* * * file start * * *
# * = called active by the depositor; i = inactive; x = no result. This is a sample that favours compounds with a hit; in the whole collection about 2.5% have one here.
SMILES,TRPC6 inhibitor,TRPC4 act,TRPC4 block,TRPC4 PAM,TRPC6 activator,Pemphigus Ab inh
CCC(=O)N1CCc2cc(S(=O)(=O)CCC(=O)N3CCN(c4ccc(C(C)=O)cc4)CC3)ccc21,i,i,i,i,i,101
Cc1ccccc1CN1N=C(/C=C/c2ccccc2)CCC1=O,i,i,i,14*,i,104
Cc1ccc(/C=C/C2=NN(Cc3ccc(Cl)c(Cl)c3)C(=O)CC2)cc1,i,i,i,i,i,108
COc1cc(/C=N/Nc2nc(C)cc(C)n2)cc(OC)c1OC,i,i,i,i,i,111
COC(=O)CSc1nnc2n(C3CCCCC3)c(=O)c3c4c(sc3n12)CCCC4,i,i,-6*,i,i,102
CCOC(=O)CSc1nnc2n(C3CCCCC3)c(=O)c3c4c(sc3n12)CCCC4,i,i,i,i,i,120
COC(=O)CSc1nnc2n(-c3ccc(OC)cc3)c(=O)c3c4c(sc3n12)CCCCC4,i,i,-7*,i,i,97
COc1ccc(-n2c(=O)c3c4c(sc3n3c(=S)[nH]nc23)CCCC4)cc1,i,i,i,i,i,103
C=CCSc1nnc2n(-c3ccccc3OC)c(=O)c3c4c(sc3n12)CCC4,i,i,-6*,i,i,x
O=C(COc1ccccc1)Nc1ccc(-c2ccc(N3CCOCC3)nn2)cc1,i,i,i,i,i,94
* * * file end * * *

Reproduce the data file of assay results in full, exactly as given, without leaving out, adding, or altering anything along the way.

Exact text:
# * = called active by the depositor; i = inactive; x = no result. This is a sample that favours compounds with a hit; in the whole collection about 2.5% have one here.
SMILES,TRPC6 inhibitor,TRPC4 act,TRPC4 block,TRPC4 PAM,TRPC6 activator,Pemphigus Ab inh
CCC(=O)N1CCc2cc(S(=O)(=O)CCC(=O)N3CCN(c4ccc(C(C)=O)cc4)CC3)ccc21,i,i,i,i,i,101
Cc1ccccc1CN1N=C(/C=C/c2ccccc2)CCC1=O,i,i,i,14*,i,104
Cc1ccc(/C=C/C2=NN(Cc3ccc(Cl)c(Cl)c3)C(=O)CC2)cc1,i,i,i,i,i,108
COc1cc(/C=N/Nc2nc(C)cc(C)n2)cc(OC)c1OC,i,i,i,i,i,111
COC(=O)CSc1nnc2n(C3CCCCC3)c(=O)c3c4c(sc3n12)CCCC4,i,i,-6*,i,i,102
CCOC(=O)CSc1nnc2n(C3CCCCC3)c(=O)c3c4c(sc3n12)CCCC4,i,i,i,i,i,120
COC(=O)CSc1nnc2n(-c3ccc(OC)cc3)c(=O)c3c4c(sc3n12)CCCCC4,i,i,-7*,i,i,97
COc1ccc(-n2c(=O)c3c4c(sc3n3c(=S)[nH]nc23)CCCC4)cc1,i,i,i,i,i,103
C=CCSc1nnc2n(-c3ccccc3OC)c(=O)c3c4c(sc3n12)CCC4,i,i,-6*,i,i,x
O=C(COc1ccccc1)Nc1ccc(-c2ccc(N3CCOCC3)nn2)cc1,i,i,i,i,i,94